Testosterone is a hormone produced by the testicles and is responsible for the proper development of male sexual characteristics. Testosterone is also important for maintaining muscle bulk, adequate levels of red blood cells, bone growth, a sense of well-being, and sexual function.
Inadequate production of testosterone is not a common cause of erectile dysfunction; however, when ED does occur due to decreased testosterone production, testosterone replacement therapy may improve the problem.
What Causes Low Testosterone?
As a man ages, the amount of testosterone in their body naturally gradually declines. This decline starts after age 30 and continues throughout life. Some causes of low testosterone levels are due to:
- Injury, infection, or loss of the testicles
- Chemotherapy or radiation treatment for cancer
- Genetic abnormalities such as Klinefelter’s Syndrome (extra X chromosome)
- Hemochromatosis (too much iron in the body)
- Dysfunction of the pituitary gland (a gland in the brain that produces many important hormones) or hypothalamus
- Inflammatory diseases such as sarcoidosis (a condition that causes inflammation of the lungs)
- Medications, especially hormones used to treat prostate cancer and corticosteroid drugs
- Chronic illness
- Chronic kidney failure
- Cirrhosis of the liver
- Obesity (especially abdominal)
What Are the Symptoms of Low Testosterone?
Without adequate testosterone, a man may lose their sex drive, experience erectile dysfunction, feel depressed, have a decreased sense of well-being, and have difficulty concentrating.
What Changes Occur in the Body Due to Low Testosterone?
Low testosterone can cause the following physical changes:
- Decrease in muscle mass, with an increase in body fat
- Changes in cholesterol levels
- Decrease in hemoglobin and possibly mild anemia
- Fragile bones (osteoporosis)
- Decrease in body hair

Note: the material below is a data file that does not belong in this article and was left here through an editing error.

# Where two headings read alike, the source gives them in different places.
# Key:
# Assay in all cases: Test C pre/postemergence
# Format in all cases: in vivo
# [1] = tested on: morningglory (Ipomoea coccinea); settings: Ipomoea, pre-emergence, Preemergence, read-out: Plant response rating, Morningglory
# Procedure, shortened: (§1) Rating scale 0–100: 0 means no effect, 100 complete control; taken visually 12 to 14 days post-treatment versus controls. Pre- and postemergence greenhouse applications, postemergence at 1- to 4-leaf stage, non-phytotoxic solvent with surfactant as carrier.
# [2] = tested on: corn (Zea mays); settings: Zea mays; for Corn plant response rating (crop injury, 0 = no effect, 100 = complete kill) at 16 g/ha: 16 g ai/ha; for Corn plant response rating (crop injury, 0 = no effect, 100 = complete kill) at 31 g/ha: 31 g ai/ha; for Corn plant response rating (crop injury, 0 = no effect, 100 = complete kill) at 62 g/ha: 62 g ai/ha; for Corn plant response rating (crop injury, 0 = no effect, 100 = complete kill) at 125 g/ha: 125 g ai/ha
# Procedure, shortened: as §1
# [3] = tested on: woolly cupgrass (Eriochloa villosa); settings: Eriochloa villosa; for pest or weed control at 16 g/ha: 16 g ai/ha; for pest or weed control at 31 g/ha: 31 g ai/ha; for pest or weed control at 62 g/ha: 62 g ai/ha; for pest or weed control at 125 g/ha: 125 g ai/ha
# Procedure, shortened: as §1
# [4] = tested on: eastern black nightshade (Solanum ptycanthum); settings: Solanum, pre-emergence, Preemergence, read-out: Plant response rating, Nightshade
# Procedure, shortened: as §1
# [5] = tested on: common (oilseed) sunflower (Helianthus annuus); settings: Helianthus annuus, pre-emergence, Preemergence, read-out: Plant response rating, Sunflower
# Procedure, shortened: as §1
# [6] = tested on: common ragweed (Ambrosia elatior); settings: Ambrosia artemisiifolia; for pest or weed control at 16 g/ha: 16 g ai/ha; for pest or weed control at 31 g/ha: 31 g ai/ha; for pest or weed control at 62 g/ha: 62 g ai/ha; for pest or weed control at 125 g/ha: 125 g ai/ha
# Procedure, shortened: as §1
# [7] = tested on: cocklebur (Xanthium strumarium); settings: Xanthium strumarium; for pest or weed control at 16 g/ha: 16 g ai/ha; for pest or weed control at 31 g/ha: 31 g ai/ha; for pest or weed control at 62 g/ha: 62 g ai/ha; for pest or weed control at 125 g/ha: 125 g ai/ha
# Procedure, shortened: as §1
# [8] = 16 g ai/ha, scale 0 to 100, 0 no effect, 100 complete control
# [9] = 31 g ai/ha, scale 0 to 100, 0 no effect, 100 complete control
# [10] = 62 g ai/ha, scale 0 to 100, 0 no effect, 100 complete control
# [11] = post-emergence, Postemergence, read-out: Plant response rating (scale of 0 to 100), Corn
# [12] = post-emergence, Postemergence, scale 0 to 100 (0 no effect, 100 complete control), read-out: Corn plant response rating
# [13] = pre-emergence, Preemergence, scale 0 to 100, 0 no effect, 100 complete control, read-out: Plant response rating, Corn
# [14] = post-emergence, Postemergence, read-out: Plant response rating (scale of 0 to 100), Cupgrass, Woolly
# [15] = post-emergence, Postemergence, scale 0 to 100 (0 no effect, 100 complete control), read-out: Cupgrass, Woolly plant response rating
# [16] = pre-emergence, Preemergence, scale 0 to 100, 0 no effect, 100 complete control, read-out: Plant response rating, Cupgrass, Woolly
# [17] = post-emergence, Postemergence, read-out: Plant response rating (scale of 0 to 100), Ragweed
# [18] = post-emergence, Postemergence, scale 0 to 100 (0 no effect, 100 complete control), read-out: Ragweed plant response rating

- Changes in cholesterol and lipid levels
How Do I Find Out If I Have Low Testosterone?
The only accurate way to detect the condition is to have your doctor measure the amount of testosterone in your blood. Because testosterone levels fluctuate throughout the day, several measurements will need to be taken to detect a deficiency. Doctors prefer, if possible, to test levels early in the morning, when testosterone levels are highest.
Note: Testosterone should only be used by men who have clinical signs and symptoms AND medically documented low testosterone levels.
How Is Low Testosterone Treated?
Testosterone deficiency can be treated by:
- Intramuscular injections, given anywhere from two to 10 weeks apart
- Testosterone gel applied to the skin or inside the nose
- Mucoadhesive material applied above the teeth twice a day
- Long-acting subcutaneous pellet
- Testosterone stick (apply like underarm deodorant)
Each of these options provides adequate levels of hormone replacement; however, they all have different advantages and disadvantages. Talk to your doctor to see which approach is right for you.
Who Shouldn’t Take Testosterone Replacement Therapy?
Men who have prostate cancer or breast cancer should not take testosterone replacement therapy. Nor should men who have severe urinary tract problems, untreated severe sleep apnea or uncontrolled heart failure. All men considering testosterone replacement therapy should undergo a thorough prostate cancer screening — a rectal exam and PSA test — prior to starting this therapy.
What Are the Side Effects of Testosterone Replacement Therapy?
In general, testosterone replacement therapy is safe. It is associated with some side effects, including:
- Acne or oily skin
- Mild fluid retention
- Stimulation of prostate tissue, with perhaps some increased urination symptoms such as a decreased stream or frequency
- Increased risk of developing prostate abnormalities
- Breast enlargement
- Increased risk of blood clots
- Worsening of sleep apnea (a sleep disorder that results in frequent night time awakenings and daytime sleepiness)
- Decreased testicular size
- Increased aggression and mood swings
- May increase risk of heart attack and stroke
Laboratory abnormalities that can occur with hormone replacement include:
- Changes in cholesterol and lipid levels
- Increase in red blood cell count
- Decrease in sperm count, producing infertility (especially in younger men)
- Increase in PSA
If you are taking hormone replacement therapy, regular follow-up appointments with your doctor are important.
Like any other medication, directions for administering testosterone should be followed exactly as your doctor orders. If you are unsure or have any questions about testosterone replacement therapy, ask your doctor.